Tracking Currents and Following Flotsam

The Atlantic reported this week on the outcome of a 1997 cargo ship spill. The story was picked up yesterday by CBC’s As It Happens (listen here). Here’s what happened as described in The Atlantic article:

It started in 1997. On February 13 of that year, a rogue wave hit the New York-bound cargo ship Tokio Express while it was only 20 miles off Land’s End, on Britain’s southwest coast. The ship stayed afloat; some of its cargo, however—62 shipping containers—were thrown overboard as the vessel pitched. One of these containers contained Legos. Tons of Legos—many of them, because of course, nautical-themed. There were toy kits that included plastic aquanauts. And spear guns (13,000 of them). And life preservers (26,600). And scuba tanks (97,500). And octopi (4,200).

These Lego items have been turning up on the beaches of Cornwall ever since, serving as a reminder that:

…. the ocean’s currents can be as mysterious as they are powerful. “Tracking currents is like tracking ghosts—you can’t see them,” the oceanographer Curtis Ebbesmeyer told Cacciottolo. “You can only see where flotsam started and where it ended up.”

More than 17 years have passed since the Tokio Express lost its containers of Lego and still the current is bringing pieces to shore.

When I look back at how I practiced law in 1997, I recall I was just beginning to use a desktop computer for land title and corporate searches. My cell phone could only be used as a car phone. My small firm office relied on photocopies, fax, snail mail and the telephone. Phone messages from clients were recorded by hand on pink message slips that were stacked on a brass spike on my desk. I’d receive and respond to correspondence from clients or counsel within days rather than hours. Changes to draft documents were made in red ink and much paper.

Legal profession observers have been prophesying change in the profession for many years, yet it sometimes seems little of substance has really changed. Indeed, in their recent blog post, Whither Change? the authors of 3 Geeks and a Law Blog pointed to the remarkably slow pace of any major change in the legal profession, noting that:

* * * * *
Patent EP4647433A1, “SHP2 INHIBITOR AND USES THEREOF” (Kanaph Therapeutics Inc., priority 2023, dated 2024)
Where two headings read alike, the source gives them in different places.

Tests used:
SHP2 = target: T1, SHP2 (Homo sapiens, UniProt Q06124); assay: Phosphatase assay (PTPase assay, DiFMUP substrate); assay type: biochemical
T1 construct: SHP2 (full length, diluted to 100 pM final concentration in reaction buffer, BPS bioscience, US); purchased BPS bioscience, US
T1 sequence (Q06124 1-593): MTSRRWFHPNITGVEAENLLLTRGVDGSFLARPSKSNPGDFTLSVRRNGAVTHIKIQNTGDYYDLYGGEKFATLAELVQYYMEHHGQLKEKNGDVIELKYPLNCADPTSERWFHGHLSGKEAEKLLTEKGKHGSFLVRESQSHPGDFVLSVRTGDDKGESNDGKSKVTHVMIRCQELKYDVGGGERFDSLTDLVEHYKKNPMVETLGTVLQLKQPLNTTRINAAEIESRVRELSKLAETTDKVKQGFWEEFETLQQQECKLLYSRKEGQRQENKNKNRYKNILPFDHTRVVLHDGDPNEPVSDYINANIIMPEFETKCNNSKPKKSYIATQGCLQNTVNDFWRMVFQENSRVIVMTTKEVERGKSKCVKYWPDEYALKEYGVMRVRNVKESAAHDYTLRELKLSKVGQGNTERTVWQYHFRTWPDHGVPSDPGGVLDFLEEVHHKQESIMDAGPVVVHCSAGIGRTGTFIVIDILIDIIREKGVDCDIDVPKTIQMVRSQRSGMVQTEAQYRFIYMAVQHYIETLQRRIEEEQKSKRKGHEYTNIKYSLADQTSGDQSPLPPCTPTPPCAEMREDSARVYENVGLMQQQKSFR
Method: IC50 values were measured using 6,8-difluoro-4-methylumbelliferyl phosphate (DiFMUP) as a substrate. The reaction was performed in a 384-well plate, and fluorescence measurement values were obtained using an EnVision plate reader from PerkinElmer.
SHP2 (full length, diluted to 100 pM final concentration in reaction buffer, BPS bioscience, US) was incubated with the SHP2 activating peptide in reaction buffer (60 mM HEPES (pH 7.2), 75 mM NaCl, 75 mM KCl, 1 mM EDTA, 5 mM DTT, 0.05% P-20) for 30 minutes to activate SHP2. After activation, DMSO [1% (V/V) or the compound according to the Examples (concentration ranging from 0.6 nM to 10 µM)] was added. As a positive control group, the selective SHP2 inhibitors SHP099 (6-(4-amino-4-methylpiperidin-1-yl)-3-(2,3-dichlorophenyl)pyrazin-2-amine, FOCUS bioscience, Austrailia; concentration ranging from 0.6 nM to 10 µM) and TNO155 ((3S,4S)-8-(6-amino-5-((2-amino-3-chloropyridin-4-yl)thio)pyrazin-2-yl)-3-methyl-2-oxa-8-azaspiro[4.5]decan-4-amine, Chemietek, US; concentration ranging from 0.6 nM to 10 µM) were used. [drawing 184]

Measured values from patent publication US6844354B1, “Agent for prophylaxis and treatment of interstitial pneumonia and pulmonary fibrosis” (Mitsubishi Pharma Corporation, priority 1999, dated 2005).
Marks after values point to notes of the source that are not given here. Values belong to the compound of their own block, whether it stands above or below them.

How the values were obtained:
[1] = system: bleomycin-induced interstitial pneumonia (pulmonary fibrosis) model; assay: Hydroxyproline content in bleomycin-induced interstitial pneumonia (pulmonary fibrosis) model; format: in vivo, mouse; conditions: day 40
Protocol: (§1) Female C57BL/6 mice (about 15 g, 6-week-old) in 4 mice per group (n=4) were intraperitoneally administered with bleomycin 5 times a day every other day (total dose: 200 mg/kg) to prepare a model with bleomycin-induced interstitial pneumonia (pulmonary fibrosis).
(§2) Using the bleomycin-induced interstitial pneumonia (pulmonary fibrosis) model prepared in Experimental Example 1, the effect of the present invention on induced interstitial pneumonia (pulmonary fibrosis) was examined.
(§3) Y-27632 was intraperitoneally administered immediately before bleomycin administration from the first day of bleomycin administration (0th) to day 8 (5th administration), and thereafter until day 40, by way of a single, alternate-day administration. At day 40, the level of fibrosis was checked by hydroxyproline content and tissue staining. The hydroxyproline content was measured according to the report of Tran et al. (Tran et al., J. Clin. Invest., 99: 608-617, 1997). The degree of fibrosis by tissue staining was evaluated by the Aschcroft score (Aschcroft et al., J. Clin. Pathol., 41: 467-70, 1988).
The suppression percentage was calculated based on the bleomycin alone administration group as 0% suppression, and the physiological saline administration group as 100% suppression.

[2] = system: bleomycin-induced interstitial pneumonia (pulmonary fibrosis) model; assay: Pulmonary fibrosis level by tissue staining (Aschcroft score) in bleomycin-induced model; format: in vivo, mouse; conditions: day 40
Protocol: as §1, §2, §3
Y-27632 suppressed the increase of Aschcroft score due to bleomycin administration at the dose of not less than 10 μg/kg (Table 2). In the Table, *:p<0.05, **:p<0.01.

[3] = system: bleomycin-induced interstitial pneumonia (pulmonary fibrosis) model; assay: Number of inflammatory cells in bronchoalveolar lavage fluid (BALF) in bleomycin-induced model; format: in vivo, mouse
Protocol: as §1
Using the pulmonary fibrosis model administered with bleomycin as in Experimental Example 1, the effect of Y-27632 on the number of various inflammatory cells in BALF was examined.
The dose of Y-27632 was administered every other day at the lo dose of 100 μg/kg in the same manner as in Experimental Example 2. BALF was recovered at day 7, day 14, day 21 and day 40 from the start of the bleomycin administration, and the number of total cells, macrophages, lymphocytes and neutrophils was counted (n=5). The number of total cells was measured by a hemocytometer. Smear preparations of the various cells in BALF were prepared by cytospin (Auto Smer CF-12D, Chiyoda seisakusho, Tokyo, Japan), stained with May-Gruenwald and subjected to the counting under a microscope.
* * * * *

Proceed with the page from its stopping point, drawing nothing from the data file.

The impending doom and demise of BigLaw is getting to be a very old story. Old enough, we should all be asking; So when is this actually going to happen?

The question being asked in the 3 Geeks post, and by others, is whether any of this is actually ever going to happen in a meaningful way.

But there is evidence of a shifting current. Every now and then, something does change. Law societies relax their rules. New kinds of legal service providers are approved and regulated. Virtual firms offer traditional legal services through new media. Traditional firms offer unbundled services and turn to value-based billing methods. New technologies enable new ways to communicate with and provide value to clients.

Small changes in the ways that law is practiced, occurring here and there, are not unlike the Lego toys washing up on Cornwall’s beaches. The waves of the future have washed over the legal profession’s ship and swept away some of the cargo. The mysterious currents of change carry it into our sight.

While some might interpret the prophecies of the legal futurists as suggesting the entire cargo is going to wash ashore all at once, it seems far more likely to me that what we’ll rather see is more like the flotsam that lands here and there along the coastline. As time goes on, there will continue to be evidence of incremental changes, mostly isolated and hard to see from a distance, but occasionally arriving en masse and with its own hashtag.

For me, the question is not so much when will it happen; rather, whether lawyers will lift their eyes to the horizon and see what the current is surely bringing to shore.

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